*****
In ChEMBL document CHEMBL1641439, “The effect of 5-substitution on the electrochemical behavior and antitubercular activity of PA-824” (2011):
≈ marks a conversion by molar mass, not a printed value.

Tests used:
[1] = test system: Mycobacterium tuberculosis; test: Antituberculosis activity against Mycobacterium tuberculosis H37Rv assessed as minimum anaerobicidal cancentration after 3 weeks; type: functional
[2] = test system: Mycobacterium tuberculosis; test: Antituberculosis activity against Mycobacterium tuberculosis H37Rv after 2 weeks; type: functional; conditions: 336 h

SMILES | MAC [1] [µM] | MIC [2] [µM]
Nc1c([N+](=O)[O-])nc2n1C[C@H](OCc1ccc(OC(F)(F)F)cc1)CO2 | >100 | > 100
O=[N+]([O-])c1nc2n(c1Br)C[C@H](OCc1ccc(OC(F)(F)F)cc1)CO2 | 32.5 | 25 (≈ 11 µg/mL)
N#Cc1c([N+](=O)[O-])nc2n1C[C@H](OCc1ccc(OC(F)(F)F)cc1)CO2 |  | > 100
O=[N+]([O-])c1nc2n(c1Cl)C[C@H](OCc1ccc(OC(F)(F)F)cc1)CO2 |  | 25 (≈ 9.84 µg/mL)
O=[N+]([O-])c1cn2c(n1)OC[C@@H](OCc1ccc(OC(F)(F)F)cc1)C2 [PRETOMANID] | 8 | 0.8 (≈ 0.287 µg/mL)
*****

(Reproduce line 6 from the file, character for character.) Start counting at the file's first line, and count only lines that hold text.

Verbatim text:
SMILES | MAC [1] [µM] | MIC [2] [µM]